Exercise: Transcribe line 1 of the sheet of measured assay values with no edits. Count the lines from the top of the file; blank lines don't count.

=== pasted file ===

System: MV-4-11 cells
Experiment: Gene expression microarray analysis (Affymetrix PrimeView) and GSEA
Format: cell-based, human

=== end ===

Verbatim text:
System: MV-4-11 cells